Beginning In issue #98 (May ’58) Kanigher began a redo of Wonder Woman’s back story, and the more modern visuals by Ross Andru (pencils) and Mike Esposito (inks) replaced Harry Peters antiquated artwork. Issue #105 (April ’59) contained a somewhat revised origin. Instead of being sculpted from clay, Diana now has a father (though we never see him) and both Gods and Goddesses bequeath their powers to her. Years later, when Diana is a teen-ager, word comes that all the men have been killed in ‘the Wars’ and the Amazons decide to leave their homeland; with the aid of Diana’s abilities they discover and settle on Paradise Island. Kanigher started doing stories of the Wonder Family, which eventually consisted of Wonder Woman, her mother, Queen Hippolyta, Wonder Girl (Diana as a teenager) and Wonder Tot (Diana as a toddler). At first, Wonder Girl and Wonder Tot starred in their own stories, but Kanigher eventually brought the entire family together in a series of ‘Impossible Tales’. These ‘Tales’ were later identified as having taken place on an alternate earth called Earth 124.1, since the stories began in issue 124 (Aug. ’62). As the Sixties wore on, however, readership began to fall off.
Written by Denny O’Neil with art by Mike Sekowsky, Issue #178 (Oct. ’68) brought a new outlook. Wonder Woman, using her secret identity as Diana Prince, adopts a Mod image to help Steve Trevor clear himself of murder charges.Though Steve’s in love with Wonder Woman he really likes Diana’s new look and considers asking her out (he never did realize they’re the same person) prompting Wonder Woman to contemplate her own change rather than just punching him out. The next issue, however, shakes things up even more as Diana receives a summons to Paradise Island and is told that the Amazons are moving to another dimension to rest and renew their powers. Diana decides to stay behind since Steve is in trouble again, but, to do this, must renounce her abilities and Wonder Woman identity. Diana Prince settles into life in New York and meets an Oriental named I Ching (yes) who knows she was Wonder Woman. He offers to teach her new fighting skills so she can help Steve battle the diabolical Doctor Cyber.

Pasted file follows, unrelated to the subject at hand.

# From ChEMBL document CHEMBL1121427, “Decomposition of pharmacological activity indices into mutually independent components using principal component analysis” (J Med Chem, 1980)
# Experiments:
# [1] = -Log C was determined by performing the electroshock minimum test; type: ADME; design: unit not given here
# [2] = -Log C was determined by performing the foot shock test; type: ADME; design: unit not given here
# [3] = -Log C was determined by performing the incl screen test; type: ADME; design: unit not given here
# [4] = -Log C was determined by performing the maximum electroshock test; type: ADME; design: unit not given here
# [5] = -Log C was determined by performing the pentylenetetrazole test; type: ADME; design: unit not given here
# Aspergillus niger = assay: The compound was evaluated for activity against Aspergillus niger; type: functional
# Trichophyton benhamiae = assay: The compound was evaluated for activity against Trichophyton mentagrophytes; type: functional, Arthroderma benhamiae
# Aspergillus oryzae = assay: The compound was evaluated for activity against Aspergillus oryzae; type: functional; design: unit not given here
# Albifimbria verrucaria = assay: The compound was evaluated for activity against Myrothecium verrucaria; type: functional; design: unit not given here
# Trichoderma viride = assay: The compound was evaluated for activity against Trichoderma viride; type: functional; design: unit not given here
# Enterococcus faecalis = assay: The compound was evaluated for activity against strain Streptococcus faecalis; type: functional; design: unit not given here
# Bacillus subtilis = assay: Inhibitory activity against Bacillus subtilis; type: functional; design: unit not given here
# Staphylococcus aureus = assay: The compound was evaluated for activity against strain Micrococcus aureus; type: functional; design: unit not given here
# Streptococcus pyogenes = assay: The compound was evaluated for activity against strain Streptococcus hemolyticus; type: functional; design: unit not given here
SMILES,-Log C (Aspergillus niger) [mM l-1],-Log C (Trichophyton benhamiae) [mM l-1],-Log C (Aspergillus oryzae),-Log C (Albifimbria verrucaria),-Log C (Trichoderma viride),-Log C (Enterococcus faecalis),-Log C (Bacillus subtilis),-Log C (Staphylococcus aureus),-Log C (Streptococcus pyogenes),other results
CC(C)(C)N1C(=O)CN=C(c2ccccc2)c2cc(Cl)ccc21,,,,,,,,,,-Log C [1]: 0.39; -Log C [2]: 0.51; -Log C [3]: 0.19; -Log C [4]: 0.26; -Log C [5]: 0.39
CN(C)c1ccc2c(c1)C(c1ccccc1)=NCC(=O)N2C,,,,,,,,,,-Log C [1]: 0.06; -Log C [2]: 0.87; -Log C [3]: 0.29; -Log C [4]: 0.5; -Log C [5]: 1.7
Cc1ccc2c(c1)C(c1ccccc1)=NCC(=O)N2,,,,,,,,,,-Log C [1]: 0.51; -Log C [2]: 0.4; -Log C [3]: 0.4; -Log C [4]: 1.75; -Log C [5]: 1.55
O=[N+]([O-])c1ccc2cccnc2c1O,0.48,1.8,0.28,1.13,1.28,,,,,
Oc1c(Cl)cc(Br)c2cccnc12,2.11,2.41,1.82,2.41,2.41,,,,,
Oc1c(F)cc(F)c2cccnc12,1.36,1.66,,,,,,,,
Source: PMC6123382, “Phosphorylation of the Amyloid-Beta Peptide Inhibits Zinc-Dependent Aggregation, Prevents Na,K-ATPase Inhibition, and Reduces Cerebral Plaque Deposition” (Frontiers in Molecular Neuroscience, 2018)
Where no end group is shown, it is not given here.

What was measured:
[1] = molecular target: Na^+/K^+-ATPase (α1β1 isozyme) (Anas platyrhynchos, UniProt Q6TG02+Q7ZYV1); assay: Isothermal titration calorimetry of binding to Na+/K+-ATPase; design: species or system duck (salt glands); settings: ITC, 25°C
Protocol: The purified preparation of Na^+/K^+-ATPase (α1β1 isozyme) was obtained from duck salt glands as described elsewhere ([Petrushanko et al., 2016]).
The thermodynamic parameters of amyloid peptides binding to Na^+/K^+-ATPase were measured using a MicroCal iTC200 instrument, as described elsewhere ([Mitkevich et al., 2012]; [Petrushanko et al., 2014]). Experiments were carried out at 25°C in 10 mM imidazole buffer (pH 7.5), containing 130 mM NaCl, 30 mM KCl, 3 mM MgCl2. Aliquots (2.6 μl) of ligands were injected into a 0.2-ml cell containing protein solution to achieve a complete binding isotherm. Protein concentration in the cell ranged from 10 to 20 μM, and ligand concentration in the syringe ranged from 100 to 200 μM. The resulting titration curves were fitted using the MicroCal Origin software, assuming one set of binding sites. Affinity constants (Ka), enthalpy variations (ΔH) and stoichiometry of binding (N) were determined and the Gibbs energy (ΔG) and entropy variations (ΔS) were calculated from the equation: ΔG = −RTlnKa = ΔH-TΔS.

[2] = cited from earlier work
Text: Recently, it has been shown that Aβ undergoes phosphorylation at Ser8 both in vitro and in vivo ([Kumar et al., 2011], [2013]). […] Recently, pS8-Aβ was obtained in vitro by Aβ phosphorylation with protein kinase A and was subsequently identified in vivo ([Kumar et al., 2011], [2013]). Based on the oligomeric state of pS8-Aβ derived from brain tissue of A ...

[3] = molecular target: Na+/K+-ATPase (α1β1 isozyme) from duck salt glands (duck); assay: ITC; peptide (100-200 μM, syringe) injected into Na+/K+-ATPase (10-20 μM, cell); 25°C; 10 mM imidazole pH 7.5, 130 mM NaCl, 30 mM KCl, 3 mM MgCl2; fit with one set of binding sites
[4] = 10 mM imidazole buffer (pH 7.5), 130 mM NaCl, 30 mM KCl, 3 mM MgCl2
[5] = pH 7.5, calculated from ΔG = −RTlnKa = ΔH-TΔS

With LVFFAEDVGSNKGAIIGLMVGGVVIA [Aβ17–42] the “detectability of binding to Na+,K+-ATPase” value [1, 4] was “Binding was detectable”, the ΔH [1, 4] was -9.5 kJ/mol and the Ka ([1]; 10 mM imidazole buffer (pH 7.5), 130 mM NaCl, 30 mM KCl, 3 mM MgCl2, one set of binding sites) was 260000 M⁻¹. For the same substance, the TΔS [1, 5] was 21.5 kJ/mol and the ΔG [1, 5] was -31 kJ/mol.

The new Diana (modeled after Diana Rigg’s character Emma Peel on ‘The Avengers’) continued until the end of the Silver Age.
Though Wonder Woman wasn’t faring very well in her own book during this period she did get the chance to indulge in the old-fashioned heroics that defined her early days. In ‘The Brave and the Bold’ #28 (Feb-Mar. ’60) The Justice League of America makes its’ debut with Diana very much a part of the team (as opposed to the 1940’s Justice Society, where she ended up as their secretary). Her first appearance finds her sitting in a car with Steve Trevor explaining why she can’t marry him, however, things improve as she answers a call to fight Starro the Conqueror, a giant starfish from Outer Space. After two more Brave and Bold appearances the Justice League get their own series (if you think this book is free of sexual stereotypes, whenever the Secret Sanctuary needs cleaning, guess who’s in charge?)
In 1972, not long after the Silver Age ended, Gloria Steinem started Ms Magazine with Wonder Woman on the first cover. The article deplored the loss of her powers, which the author felt robbed her of her unique identity. In fact, the new incarnation wasn’t all that popular with readers in general, so, soon after, in ‘Wonder Woman’ Issue #204 (Jan-Feb ’63) Diana regained her abilities.
* Wertham was half right. The 2016 DC Rebirth officially declared her to be bisexual.